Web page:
Electric field-assisted extraction is also regarded as an emerging aid which encompasses both thermal and non-thermal extraction systems and has great potential for the extraction of active compounds from olive tree leaves. Moderate electric fields and the associated ohmic heating (where heat is generated due to the application of an electric field to a semi-conductive sample) may be used which allows (i) internal, uniform and fast heating, enabling favourable decrease in processing time with minimum thermal degradation of compounds), (ii) partial cell wall permeabilization, and (iii) minimum energy and time consumptions [114]. On the other hand, pulsed electric fields uses high voltage electric fields applied in extremely short pulses (to avoid heating) to destroy the cell membrane structure, improving the release of the bio-compounds to be extracted [114]. In this context, the experiment of Žuntar et al. [103], demonstrates that a non-thermal high voltage electrical discharges (Table 2) is a viable technique for phenolic extraction from olive leaves. It enables greater rate of diffusivity by exerting the cell rupture and forcing the diffusion of mass transfer from internal part of cells to the external surrounding/solution, and thus assisting in the increment of yield within less time. However, other important factors inherent in the potential development of chemical residue and corrosivity of system components (e.g., when using less expensive electrodes) are yet to be identified. In addition, the upscaling operation system entails large investment, mainly for apparatus and processing inputs [103].

4. Significance of Stability of Olive Leaf Extract

It is important to take the factor of preservation and delivery of the final extracts into consideration. This is mainly because many bioactive compounds, including phenolics, are inherently susceptible to heat, light and oxygen, together with (i) variability in water solubility, (ii) high metabolic rate, and (iii) tendency of being expelled instantaneously from the body. This may substantially reduce biological availability and functionality of polyphenols [115]. In addition, non-phenolic compounds such as triterpenoids are likely to be less bioavailable, due to their poor solubility/hydrophilicity which in turn hinders their biological functions [116]. Therefore, and besides the necessary caution during harvest and processing mentioned in the previous section, post-processing olive leaves by-products stabilization is also of utmost importance. The most common approaches described for this purpose involve different types of encapsulation techniques, allowing the protection of the extracts against various environmental stresses as well as controlled release of the bioactivity, at the desired time and place.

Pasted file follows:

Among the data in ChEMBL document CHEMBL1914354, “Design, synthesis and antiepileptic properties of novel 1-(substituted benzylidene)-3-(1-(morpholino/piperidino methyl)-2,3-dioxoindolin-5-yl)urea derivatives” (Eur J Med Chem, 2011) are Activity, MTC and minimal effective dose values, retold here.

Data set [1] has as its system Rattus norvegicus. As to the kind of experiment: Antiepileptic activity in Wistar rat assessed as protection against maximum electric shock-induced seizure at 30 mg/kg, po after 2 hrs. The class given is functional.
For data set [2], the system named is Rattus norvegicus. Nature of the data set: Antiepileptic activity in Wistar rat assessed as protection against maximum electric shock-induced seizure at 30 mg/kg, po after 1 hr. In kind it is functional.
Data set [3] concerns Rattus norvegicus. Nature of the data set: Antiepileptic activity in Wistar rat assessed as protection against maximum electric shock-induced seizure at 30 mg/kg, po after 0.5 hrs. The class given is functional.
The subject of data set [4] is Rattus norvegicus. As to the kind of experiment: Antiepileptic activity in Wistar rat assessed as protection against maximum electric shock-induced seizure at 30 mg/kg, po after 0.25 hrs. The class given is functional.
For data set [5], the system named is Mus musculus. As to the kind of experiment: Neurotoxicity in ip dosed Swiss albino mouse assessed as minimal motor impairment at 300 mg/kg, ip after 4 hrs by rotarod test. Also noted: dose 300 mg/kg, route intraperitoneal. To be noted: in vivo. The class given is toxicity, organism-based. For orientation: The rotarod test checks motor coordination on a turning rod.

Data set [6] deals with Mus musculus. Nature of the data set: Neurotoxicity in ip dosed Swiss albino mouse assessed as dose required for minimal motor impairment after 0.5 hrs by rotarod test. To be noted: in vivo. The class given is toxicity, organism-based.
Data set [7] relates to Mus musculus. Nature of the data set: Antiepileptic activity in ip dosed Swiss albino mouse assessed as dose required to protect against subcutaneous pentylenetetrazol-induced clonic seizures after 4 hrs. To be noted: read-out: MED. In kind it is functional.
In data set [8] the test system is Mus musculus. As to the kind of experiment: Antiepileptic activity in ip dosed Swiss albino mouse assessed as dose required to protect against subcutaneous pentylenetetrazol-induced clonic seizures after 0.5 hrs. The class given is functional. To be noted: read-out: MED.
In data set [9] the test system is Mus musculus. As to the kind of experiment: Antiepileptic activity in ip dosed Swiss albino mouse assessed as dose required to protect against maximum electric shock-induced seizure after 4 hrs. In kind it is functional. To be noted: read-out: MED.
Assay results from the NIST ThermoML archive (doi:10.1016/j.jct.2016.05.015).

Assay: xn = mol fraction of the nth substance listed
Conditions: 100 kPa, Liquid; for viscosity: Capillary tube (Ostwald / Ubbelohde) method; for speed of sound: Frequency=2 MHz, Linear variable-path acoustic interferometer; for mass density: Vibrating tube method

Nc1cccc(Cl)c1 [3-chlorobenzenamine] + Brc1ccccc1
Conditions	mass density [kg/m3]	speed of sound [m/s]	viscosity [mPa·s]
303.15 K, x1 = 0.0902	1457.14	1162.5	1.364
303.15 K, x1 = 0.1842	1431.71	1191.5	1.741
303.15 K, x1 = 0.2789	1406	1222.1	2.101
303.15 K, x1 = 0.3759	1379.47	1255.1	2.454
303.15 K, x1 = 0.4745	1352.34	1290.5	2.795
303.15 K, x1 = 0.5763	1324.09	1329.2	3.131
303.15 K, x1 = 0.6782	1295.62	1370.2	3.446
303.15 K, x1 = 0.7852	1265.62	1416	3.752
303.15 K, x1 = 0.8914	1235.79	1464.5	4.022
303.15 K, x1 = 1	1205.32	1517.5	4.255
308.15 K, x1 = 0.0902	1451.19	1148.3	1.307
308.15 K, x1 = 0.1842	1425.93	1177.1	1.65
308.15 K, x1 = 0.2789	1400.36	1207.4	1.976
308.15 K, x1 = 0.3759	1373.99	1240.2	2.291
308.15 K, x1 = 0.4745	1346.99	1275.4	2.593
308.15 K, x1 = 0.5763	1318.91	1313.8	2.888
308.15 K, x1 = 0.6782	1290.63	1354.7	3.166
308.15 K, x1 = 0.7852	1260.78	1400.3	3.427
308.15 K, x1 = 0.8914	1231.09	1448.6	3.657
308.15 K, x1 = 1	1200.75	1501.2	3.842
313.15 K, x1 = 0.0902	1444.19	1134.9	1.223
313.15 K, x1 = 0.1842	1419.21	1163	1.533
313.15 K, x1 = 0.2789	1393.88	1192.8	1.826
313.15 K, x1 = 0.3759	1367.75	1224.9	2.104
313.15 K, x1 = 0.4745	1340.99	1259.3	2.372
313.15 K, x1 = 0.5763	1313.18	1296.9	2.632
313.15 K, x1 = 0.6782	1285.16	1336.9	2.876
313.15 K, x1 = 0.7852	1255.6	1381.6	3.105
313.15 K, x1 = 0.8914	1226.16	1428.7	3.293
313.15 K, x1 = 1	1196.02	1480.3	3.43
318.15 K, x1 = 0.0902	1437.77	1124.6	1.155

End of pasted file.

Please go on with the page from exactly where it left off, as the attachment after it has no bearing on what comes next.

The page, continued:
Application of various techniques based on nanotechnology, such as nano-structuring and polymeric nanoparticles, helps improve solubility, and functionality of these compounds [116]. Encapsulation of olive leaf extract, e.g., by freeze drying, using cyclodextrin for encapsulation [117], or by water in oil (W/O) nano-emulsion using soybean oil, has been considered a markedly useful technique in this regard [118]. In a research, carried out by Urzúa et al. [119], through examining microencapsulation ability in preservation of phenolics and their bioactive potency, olive leaf extracts were encapsulated with inulin by means of spray drying. The outcome of their study showed that microencapsulation was highly efficient in preserving active compounds (oleuropein yielded above 87% in the encapsulated leaf extract). Additioanlly, Soleimanifar et al. [120], in their research on nanoencapsulation of olive leaf phenolics by whey protein electro-spraying (using low temperature without solvent), postulated the use of this technique as a propitious approach for protecting functional constituents of olive leaves.

5. Potential Industrial Applications of Olive Leaf Extracts